Captain Sir Harold George Campbell GCVO DSO (6 April 1888 – 9 June 1969) was a British sailor, civil servant and courtier who served as equerry to King George VI (1936–52) and then to Queen Elizabeth II 1952–54.[1]

Campbell was born in Kensington, the son of Henry Alexander Campbell of Renfrewshire and Ivy Valery Clavering, daughter of Sir Henry Clavering, 10th Baronet. While serving with the Royal Navy in the First World War, Campbell was awarded the Distinguished Service Order for his actions during the Zeebrugge Raid. He commanded the Daffodil, a former Mersey Ferry boat, in the raid when the old armoured cruiser HMS Vindictive (1897) was struggling to get into the mole face. Under heavy fire from the enemy, Campbell used the Daffodil to push the Vindictive's bows into the mole. As a war historian remarked later of Campbell's skill, "Only a fine seaman could have manoeuvred a ferry boat with such wonderful precision at a moment of such confusion."[1]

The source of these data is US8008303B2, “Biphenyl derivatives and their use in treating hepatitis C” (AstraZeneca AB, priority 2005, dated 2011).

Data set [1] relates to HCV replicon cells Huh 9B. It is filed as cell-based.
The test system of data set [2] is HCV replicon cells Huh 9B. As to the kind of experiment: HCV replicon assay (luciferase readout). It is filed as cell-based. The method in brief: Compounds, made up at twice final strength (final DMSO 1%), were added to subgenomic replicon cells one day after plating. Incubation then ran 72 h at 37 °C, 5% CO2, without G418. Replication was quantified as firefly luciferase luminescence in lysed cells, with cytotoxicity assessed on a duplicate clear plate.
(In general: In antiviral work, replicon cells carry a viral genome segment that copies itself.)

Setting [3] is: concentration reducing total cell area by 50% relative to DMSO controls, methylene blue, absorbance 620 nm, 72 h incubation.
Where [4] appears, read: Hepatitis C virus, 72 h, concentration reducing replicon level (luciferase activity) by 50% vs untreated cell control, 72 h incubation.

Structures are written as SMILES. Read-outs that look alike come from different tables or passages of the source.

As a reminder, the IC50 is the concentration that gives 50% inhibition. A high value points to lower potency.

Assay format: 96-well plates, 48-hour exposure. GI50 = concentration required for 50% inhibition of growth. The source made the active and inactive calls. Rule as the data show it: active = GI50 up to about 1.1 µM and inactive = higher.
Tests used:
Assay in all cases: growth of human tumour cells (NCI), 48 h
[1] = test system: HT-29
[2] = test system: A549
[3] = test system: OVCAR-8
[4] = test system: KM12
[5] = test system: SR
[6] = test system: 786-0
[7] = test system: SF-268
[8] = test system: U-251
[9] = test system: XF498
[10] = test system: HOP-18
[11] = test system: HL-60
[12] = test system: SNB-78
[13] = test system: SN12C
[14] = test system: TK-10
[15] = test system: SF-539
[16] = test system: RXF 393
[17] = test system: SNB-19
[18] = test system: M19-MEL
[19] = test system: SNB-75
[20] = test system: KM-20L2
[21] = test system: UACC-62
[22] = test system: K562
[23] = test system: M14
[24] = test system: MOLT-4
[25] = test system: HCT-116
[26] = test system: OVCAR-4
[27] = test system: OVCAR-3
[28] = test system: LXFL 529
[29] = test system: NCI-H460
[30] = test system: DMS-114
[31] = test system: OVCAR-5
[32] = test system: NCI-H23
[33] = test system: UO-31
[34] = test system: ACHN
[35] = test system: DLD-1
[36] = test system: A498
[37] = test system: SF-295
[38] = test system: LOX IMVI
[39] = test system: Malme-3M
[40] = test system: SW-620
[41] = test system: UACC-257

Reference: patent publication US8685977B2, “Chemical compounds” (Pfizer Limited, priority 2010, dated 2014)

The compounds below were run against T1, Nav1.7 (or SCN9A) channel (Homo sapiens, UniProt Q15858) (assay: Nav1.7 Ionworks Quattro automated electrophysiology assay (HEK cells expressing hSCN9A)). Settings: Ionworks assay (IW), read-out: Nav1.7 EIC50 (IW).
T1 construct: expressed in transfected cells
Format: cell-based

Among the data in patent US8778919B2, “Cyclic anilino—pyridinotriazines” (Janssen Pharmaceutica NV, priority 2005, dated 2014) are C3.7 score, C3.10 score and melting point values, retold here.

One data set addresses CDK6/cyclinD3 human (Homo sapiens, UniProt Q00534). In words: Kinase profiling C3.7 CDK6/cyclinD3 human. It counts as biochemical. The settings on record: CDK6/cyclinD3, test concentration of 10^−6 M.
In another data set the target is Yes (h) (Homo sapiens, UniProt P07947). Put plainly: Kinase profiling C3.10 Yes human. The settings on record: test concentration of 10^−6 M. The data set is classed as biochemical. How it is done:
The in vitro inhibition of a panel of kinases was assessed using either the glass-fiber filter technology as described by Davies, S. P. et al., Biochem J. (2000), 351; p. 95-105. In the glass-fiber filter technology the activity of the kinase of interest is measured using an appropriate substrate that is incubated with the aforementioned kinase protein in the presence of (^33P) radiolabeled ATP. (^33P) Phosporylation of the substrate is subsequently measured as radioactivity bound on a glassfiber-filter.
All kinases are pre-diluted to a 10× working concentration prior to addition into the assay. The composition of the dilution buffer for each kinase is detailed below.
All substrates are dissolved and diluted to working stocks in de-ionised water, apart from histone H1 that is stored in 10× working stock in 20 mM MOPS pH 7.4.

Campbell was Private Secretary to the Duke of York 1933–36,[2] and Deputy Comptroller in 1936. When the Duke became King, Campbell was appointed to his Household as an equerry[3][4] and Groom of the Robes to Queen Elizabeth, 1937–54. From 1954 until his death Campbell was Extra equerry.[5]

He was made a CVO in 1935, promoted to KCVO on 2 June 1943, and to GCVO on 16 November 1953.[6]


  1. ^ a b "Obituary: Sir Harold Campbell". The Times. The Times Digital Archive. 12 June 1969. p. 10.
  2. ^ "No. 34306". The London Gazette (Supplement). 20 July 1936. p. 4668.
  3. ^ "No. 34408". The London Gazette. 15 June 1937. p. 3854.
  4. ^ "No. 34423". The London Gazette. 3 August 1937. p. 4950.
  5. ^ "No. 36033". The London Gazette (Supplement). 28 May 1943. p. 2423.
  6. ^ "No. 40019". The London Gazette. 17 November 1953. p. 6171.